After a marathon regular season that stretched from March 2 to Oct. 27, the MLS Cup playoffs have finally arrived. The playoffs won’t exactly be a sprint though. The MLS Cup won’t be awarded until Dec. 7
Here are five things to watch over the next month.
1. The Cup race is wide open
Who is the favorite? That would be the New York Red Bulls, winners of the Supporters’ Shield. But the high-powered Red Bulls (with forwards Thierry Henry and Tim Cahill) didn’t exactly run away with the league: They finished the season with just 10 more points (59) than the last playoff qualifier, Montreal (49).
Sporting Kansas City, the Portland Timbers and Real Salt Lake all finished within three points of New York and should be considered favorites as well. But, if history is any lesson, the favorites will have a hard time reaching the MLS Cup finals.
• Since 2002, the Supporters’ Shield winner has won the MLS Cup just three times (Los Angeles in 2002 and 2011, Columbus in 2008).
• The top seeds from the Eastern and Western conferences haven’t met in the Cup finals since 2003.
• And, in four of the last five MLS Cups, at least one representative has come from the last two teams to qualify for the playoffs. In 2009, Real Salt Lake won the Cup despite being the worst seed in the playoffs. Last year, Houston and Los Angeles reached the finals despite playing in the play-in game.
So, any takers on Colorado for the Cup?
2. Will this be Sporting KC’s year?
The last two seasons, Kansas City entered the playoffs as a Cup favorite. Both years saw heartbreak at the hands of the Dynamo. This year, Houston isn’t on the immediate horizon (though, the conference finals could see a rematch). Also, Kansas City has a good record against the rest of the conference (4-3-3, with two losses of those losses to Montreal), not to mention the league’s best defense (30 goals allowed) and best road record this season (8-5-4, including wins in New York and Houston).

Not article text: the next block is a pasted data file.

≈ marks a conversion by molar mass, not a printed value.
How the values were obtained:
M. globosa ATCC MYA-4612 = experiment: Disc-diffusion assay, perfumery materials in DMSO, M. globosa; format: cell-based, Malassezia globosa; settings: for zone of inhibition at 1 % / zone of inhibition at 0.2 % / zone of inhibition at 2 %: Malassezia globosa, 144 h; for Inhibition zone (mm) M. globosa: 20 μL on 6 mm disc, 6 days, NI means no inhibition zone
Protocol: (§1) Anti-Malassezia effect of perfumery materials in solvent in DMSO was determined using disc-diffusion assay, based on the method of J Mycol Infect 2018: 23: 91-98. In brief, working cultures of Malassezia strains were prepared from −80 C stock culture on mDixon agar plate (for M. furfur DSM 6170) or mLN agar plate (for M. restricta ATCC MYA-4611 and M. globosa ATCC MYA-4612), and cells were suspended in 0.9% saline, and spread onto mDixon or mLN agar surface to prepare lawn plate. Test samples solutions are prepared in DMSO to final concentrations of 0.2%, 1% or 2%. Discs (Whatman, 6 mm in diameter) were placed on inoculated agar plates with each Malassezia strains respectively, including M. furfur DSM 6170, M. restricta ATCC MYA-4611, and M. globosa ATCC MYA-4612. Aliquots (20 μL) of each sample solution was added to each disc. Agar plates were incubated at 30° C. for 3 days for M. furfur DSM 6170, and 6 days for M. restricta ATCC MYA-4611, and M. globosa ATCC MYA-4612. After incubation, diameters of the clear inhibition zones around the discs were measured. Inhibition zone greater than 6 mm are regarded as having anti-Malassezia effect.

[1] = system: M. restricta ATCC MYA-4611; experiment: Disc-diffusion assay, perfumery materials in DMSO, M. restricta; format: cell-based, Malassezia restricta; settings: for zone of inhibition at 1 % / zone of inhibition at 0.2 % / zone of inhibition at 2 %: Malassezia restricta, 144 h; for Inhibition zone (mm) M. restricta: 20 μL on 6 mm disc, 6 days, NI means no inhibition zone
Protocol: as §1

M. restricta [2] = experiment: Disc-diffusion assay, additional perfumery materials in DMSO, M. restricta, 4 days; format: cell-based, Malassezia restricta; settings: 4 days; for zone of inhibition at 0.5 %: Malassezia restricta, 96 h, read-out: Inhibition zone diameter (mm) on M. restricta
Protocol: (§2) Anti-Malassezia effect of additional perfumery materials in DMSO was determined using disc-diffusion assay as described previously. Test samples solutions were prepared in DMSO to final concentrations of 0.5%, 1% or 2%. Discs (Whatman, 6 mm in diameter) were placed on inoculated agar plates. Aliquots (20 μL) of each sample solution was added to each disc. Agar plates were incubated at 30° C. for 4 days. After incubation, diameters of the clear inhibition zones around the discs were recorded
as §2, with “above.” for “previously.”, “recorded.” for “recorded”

Why won’t this be Kansas City’s year? It will be hard to advance too far if Kansas City can’t figure out how to score goals again. Over the last six games, the offense has sputtered with just six goals. Absent during that span has been Kansas City’s leading scorer and designated player Claudio Bieler. He has played just 12 minutes in the month of October.
3. The playoffs will be televised
Unlike years past, fans across the country will have a chance to watch both play-in games and at least the first leg of the conference semifinals. (TV schedules and times for the second leg have yet to be announced.)
The NBC Sports Network will air four of the six matches — locally, Sporting KC vs. New England will air on KSMO (Channel 62), but NBC Sports will air it nationally. NBC and ESPN will both air matches on Sunday.
4. Los Angeles vs. Salt Lake
This is easily the highlight of the semifinal round, as both teams are legitimate title contenders. Salt Lake was in contention most the year and was hampered during the season by the loss of its star forward Alvaro Saborio, captain Kyle Beckerman and goalkeeper Nick Rimando for a month during the Gold Cup. Los Angeles is chasing its third-straight MLS Cup and is led by a revived Landon Donovan, lethal Robbie Keane and a young core of exciting prospects.
Since 2009 — when Salt Lake beat Los Angeles in the finals — these are the only two teams to qualify for the playoffs every year.
5. A potential Cascadia grudge match
The potential is very high for hipster-on-hipster taunting this weekend as rivals Seattle and Portland could very well meet in the Western semifinals. The high-powered Sounders need to beat the Colorado Rapids in the play-in game first.
If it happens, this would be a dream come true for MLS and NBC Sports, as each venue will be packed to the rafters with very passionate fans.
MLS and NBC would also probably love if Seattle can get that far, as both will want to see U.S. national team captain (and the league’s highest-paid player) Clint Dempsey for as long as possible.